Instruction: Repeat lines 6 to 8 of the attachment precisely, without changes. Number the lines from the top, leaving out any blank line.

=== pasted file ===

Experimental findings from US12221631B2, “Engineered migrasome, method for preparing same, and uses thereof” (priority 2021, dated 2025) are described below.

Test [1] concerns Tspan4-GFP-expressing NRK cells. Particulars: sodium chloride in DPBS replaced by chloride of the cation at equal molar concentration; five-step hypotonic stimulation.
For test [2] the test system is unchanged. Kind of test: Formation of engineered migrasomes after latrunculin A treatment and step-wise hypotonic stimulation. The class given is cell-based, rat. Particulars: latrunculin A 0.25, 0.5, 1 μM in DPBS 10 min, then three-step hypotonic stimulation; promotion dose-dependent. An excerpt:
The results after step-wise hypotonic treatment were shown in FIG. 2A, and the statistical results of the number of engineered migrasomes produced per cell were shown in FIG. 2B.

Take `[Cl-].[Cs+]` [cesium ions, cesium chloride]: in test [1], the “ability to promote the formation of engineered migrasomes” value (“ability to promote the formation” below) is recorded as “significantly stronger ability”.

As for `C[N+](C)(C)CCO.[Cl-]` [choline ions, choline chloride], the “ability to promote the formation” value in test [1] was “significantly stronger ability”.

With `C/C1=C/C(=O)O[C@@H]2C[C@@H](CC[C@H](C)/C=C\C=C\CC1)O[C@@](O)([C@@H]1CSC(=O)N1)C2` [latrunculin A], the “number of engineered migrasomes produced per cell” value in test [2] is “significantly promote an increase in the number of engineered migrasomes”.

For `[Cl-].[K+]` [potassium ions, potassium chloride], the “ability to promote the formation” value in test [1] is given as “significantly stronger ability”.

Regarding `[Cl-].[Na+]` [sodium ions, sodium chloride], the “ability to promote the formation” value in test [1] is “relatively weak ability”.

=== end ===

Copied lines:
As for `C[N+](C)(C)CCO.[Cl-]` [choline ions, choline chloride], the “ability to promote the formation” value in test [1] was “significantly stronger ability”.

With `C/C1=C/C(=O)O[C@@H]2C[C@@H](CC[C@H](C)/C=C\C=C\CC1)O[C@@](O)([C@@H]1CSC(=O)N1)C2` [latrunculin A], the “number of engineered migrasomes produced per cell” value in test [2] is “significantly promote an increase in the number of engineered migrasomes”.

For `[Cl-].[K+]` [potassium ions, potassium chloride], the “ability to promote the formation” value in test [1] is given as “significantly stronger ability”.